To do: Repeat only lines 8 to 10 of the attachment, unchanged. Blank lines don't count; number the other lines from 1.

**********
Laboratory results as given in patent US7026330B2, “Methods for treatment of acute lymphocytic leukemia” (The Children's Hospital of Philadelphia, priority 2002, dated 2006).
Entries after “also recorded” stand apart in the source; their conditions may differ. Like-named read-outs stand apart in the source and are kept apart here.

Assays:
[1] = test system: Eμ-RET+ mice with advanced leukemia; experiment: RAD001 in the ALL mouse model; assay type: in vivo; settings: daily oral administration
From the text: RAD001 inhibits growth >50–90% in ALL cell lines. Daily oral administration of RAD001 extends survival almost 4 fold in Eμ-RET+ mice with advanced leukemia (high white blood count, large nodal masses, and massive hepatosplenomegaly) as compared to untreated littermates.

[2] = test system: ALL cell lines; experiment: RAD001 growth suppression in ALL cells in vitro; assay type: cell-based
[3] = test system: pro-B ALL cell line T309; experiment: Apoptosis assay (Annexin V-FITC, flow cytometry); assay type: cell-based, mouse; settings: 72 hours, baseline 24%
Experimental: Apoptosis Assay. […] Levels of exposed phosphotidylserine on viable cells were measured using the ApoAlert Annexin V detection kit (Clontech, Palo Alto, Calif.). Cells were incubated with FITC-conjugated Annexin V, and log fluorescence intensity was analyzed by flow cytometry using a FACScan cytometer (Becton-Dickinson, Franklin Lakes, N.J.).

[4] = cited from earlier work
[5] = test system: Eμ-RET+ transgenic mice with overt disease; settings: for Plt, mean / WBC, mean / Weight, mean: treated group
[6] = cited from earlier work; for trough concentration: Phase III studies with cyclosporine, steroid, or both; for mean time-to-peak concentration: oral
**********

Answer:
Experimental: Apoptosis Assay. […] Levels of exposed phosphotidylserine on viable cells were measured using the ApoAlert Annexin V detection kit (Clontech, Palo Alto, Calif.). Cells were incubated with FITC-conjugated Annexin V, and log fluorescence intensity was analyzed by flow cytometry using a FACScan cytometer (Becton-Dickinson, Franklin Lakes, N.J.).

[4] = cited from earlier work
[5] = test system: Eμ-RET+ transgenic mice with overt disease; settings: for Plt, mean / WBC, mean / Weight, mean: treated group